Restaurants & Bars 3

Paris Report - way long

Andy Jacob | Jun 2, 200211:15 AM

Just returned from 9 days in Paris. I did my homework in Chowhound's search engine, Patricia Wells' "The Food Lover's Guide to Paris" and "Bistros of Paris" by Robert and Barbara Hamburger. I made reservations 1 month in advance (per the board wisdom) at Les Amognes (243 Rue du Faubourg Saint-Antoine, 0 33 1 43 72 73 05) and also at La Regalade (49 Ave Jean Moulin in the 14th 0 33 1 45 45 68 58). I liked these equally, my wife preferred Les Amognes - I think it was the chocolate tartine. I made the mistake of ordering the cheese course(unremarkable) over the dessert at Les Amognes, which I would not do again (1st day, eager to try the cheese, must remember in future to pace myself).

Our best meal experience was at La Truffiere (accent on the 1st e) adjacent to the Place de la Contrescarpe in the 5th (4, rue Blainville 0 33 1 46 33 29 82). www.latruffiere.com Ask to be seated downstairs in the cavern. While I could eat at bistros forever and be wildly satisfied, this was a step up in service and and a slight step up in menu. Also, the chef would send out a petit cup of lobster bisque or other interesting appetizers for us to taste. Ironically, this is about 200 yards from my favorite Paris hotel "Hotel des Grandes Ecoles" at 75 rue Cardinal Lemoine - and I thought the Place de la Contrescarpe was just for drinking.

Our companions had their best bistro experiences at Le Vieux Bistro which Burke and Wells recently wrote up.

Other meals we liked were at Le Procope (13, rue de l'Ancienne-Comedie (accent on the 1st e) in the 6th). www.procope.com Beautiful atmosphere - the oldest restaurant in Paris, go upstairs to see the library.

While the meal and 18th Century atmosphere at Julien (16 rue Fauborg St-Denis in the 10th) were very good, the service was spotty (too slow at times).

We dined also at Fish la Boissonnerie and enjoyed it, though less than Les Amognes and La Regalade, still good for the Latin Quarter.

Our hotel was the very pleasant two star Hotel Muguet in the 7th (11, rue Chevert 0 33 1 47 05 05 93) www.hotelmuguet.com 92 Euros for a double. A block from the Metro, a half block from an ATM, a half block from Le Florimond, 5-10 minutes walk from the Champ du Mars (the greenbelt adjacent to the Eiffel Tower). Ask for a big room, I think any room number ending in a 5 or above can be a little small. The owner Catherine indicated to me that her hotel would be a 3 star but for the small size of the rooms in the back. Initially, I only had the Muguet for the 1st weekend, my wife's company put us up at Le Meridian Etoile "Le Dump" during the week and upon previewing our 2nd weekend's hotel I was dissatisfied. Things could have quickly gone down hill trying to get a hotel in Paris the last weekend in May, but I discovered that there are cancellations you just need to be persistent. Anyway, I thought I had put us into a nice 3 star in the 16th, 133 Euros (Hotel Trocadero in the 16th - to be avoided at all costs) and arrived to find a dirty bedspread, stained cloth headboard, smelly room. The alternate room they insisted on showing us had a broken window, sagging bed and urine-smelling bathroom. After persistent negotiation, we got out of there without being charged and we were able to secure a smaller, but cleaner room, happily, at the Muguet due to a cancellation.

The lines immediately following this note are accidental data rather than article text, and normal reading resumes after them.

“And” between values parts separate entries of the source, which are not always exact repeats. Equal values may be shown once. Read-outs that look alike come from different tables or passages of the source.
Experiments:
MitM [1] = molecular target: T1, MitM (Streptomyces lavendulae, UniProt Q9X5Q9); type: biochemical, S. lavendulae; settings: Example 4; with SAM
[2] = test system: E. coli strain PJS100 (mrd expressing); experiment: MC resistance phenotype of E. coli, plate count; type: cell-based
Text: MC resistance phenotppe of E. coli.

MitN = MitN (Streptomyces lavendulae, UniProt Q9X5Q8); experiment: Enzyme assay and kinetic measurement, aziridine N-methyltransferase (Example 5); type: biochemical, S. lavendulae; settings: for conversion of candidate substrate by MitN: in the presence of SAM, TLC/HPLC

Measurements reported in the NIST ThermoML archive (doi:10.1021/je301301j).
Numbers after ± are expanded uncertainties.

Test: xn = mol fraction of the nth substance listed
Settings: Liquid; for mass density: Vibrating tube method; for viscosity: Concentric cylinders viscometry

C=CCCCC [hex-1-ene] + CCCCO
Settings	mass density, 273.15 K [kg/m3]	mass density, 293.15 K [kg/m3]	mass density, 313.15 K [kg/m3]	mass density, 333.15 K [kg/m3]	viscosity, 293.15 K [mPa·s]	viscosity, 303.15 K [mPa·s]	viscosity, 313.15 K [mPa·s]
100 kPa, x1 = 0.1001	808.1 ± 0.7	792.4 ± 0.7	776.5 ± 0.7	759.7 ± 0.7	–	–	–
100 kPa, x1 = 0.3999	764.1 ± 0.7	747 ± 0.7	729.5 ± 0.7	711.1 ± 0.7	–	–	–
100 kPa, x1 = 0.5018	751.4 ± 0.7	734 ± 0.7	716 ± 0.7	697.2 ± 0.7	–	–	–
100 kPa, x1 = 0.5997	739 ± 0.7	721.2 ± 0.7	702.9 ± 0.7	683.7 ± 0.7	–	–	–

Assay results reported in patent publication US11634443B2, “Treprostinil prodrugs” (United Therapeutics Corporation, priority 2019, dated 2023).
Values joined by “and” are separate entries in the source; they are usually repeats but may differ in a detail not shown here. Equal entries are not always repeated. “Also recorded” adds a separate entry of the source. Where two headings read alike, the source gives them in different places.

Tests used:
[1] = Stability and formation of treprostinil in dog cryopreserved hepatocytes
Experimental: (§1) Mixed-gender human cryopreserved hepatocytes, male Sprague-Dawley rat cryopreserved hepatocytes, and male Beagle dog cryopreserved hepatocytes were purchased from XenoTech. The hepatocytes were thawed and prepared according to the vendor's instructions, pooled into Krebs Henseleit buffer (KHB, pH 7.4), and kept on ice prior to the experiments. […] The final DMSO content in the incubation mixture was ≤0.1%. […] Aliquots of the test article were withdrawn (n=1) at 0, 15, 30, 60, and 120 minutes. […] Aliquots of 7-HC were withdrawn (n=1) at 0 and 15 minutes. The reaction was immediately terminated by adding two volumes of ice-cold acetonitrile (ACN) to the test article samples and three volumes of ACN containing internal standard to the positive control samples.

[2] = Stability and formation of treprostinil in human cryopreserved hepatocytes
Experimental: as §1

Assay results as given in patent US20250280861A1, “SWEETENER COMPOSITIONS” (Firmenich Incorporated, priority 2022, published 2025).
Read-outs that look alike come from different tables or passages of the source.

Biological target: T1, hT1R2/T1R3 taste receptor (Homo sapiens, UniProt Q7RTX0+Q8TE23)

The Farmer's market adjacent to the Place de la Bastille is not to be missed on Sunday mornings, I picked up a Laguiole corkscrew for 32 Euros, a nice Pinot Noir for 9 (with plastic cups), a Epoisses for 7 Euros as well as a Petit Basque and a Chevre sec - 2 baguettes and we had a nice picnic in the park across town adjacent to the Marmottan (Monet) museum in the 16th (I went there twice - it was that good).

A humorous anecdote: The companions were not adventuresome enough for the Epoisses so I saved it in the hotel mini bar for a few days. Needless to say, the wife was not pleased (to put it mildly). Countering her ultimatum to get rid of it, I said "Love me, love my cheese!" I ended up eating a good portion on bread, loving it, and reluctantly giving the rest to a female attendant at the business level lounge of Le Meridian. Female, I point out as 1 of them was better than three of the men downstairs at the concierge desk. I tipped the concierge after making a dinner reservation and he looked as if I had spit in his hand, whereas the women/girls upstairs were extremely appreciative of tips for their assistance.